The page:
Category Archives: Editorial

Utah has gay marriage! (For a day or two?)

Congratulations to all the gay couples who married last night in Utah, only hours after the federal ruling holding Utah’s ban unconstitutional. The State Attorney General’s Office has already filed an appeal and requested a stay. We’ll see what U.S. District judge Robert J. Shelby does. But no matter what his decision on the stay turns out to be, or the eventual Tenth Circuit ruling, his ruling in Kitchen is fair and rationale, and the right thing to do. It’s one more vote for the de-institutionalization of hate. And as a society, we can never go wrong with the de-institutionalization of hate.

Written by Waine Riches

The NSA and Spying on Americans

I don’t get it. I mean the sudden fuss about the NSA spying on everyone living here in the good old U.S. of A. Everyone’s running around like a chicken with its head cut off. But this is not a sudden and blindingly new revelation. People in the know have been shouting about the U.S. government spying on its own citizens for almost a decade now. And this includes the specifics of the NSA fiasco. Even yours truly wrote a piece back in 2008.

So why all the fuss at this particular moment. Don’t get me wrong. I’m pretty excited to see the ACLU spring to action, sue over the constitutionality of the whole thing. But lets say five or ten years from now the U.S. Supreme Court rules the entire NSA system of super computers located in Utah for the collection of our comunications needs to be shut down. That doesn’t mean no one will be collecting our keystrokes, emails, and phone conversations.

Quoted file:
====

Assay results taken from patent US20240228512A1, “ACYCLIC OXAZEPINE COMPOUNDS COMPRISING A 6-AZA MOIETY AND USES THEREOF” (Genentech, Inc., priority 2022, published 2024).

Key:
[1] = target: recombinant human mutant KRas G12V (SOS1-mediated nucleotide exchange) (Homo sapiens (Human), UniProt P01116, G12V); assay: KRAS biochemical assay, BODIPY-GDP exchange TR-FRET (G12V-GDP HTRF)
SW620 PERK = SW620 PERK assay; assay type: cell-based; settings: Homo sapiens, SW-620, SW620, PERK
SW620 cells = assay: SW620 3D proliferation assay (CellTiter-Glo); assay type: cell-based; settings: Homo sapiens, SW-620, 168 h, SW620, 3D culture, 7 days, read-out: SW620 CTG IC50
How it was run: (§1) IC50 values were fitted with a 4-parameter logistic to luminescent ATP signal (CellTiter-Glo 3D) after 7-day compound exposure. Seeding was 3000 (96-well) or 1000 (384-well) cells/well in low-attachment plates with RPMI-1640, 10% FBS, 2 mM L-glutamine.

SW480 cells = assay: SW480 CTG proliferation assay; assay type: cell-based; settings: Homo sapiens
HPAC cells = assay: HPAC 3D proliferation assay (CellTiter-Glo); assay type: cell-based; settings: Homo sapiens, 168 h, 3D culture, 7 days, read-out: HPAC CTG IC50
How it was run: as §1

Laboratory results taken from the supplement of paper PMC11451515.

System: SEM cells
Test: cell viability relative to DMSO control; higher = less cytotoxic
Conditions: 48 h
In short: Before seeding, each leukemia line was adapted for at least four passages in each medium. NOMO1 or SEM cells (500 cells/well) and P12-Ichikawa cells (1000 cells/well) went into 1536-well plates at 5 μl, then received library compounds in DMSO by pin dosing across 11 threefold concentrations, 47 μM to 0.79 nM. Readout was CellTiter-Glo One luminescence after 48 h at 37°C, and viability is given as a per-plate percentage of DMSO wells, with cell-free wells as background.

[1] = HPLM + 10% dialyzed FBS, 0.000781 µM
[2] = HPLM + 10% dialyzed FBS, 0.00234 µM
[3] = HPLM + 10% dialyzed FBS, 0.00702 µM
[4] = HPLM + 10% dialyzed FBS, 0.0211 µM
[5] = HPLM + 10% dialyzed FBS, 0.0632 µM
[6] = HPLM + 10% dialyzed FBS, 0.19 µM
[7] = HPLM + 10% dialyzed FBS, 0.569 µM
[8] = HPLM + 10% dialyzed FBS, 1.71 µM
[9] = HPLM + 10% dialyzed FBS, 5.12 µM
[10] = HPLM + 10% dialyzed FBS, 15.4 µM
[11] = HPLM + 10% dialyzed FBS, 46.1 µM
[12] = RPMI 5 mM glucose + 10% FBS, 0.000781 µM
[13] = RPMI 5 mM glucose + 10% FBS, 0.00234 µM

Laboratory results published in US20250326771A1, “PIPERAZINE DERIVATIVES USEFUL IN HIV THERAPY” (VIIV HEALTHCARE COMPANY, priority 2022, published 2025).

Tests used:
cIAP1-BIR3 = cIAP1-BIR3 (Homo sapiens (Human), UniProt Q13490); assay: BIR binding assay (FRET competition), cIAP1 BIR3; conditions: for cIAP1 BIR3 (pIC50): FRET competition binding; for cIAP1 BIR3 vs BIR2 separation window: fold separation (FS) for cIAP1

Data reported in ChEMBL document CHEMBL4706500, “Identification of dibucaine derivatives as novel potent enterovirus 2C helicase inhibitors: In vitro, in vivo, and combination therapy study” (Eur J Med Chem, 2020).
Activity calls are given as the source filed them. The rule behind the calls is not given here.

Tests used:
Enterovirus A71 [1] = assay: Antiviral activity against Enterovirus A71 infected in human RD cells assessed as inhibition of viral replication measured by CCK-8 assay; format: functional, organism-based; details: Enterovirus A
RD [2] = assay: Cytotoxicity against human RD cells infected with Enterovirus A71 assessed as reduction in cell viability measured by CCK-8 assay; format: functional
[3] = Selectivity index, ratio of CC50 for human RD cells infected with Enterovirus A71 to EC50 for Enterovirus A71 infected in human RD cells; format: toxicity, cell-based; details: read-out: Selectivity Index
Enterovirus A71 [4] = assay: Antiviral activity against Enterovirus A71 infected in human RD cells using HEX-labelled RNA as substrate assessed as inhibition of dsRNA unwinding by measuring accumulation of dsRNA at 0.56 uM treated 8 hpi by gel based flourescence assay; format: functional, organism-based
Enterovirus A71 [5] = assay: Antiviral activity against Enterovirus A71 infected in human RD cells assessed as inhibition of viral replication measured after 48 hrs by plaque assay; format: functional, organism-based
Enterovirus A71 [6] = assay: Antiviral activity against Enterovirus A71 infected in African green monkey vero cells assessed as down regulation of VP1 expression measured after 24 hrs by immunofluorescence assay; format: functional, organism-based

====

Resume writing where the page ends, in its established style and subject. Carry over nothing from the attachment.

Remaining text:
What the media has failed to report on is that everything in the world is now connected together. When you pick up the phone in Salt Lake and call your mother in Provo, a distance of about 45 miles, that call doesn’t simply go on a copper wire between Salt Lake and Provo. It flows through junctions that may or may not even be in the United States. Foreign countries have as much access to our communications as our own government does. And foreign countries don’t bother about such niceties as the U.S. Constitution. They are actively gathering every keystroke we type and word we speak. By shutting down the NSA, we don’t stop a single thing from happening. If the U.S. government wants to know what you said to dear old mom in your last phone call, all they have to do is ask Israel, or England.

The people who need to be sued are the people in control of the satelites, phone cables, fiber optics. Until the actual mechanics of how the world communicates are changed, adding well thought out protections against spying, the U.S. Supreme Court can shout it’s dictates from the highest mountain. All that will happen is the electronics they use will send their pronouncement to Iran and China, where they will be added to the other six billion or so conversations being collected at the same instant.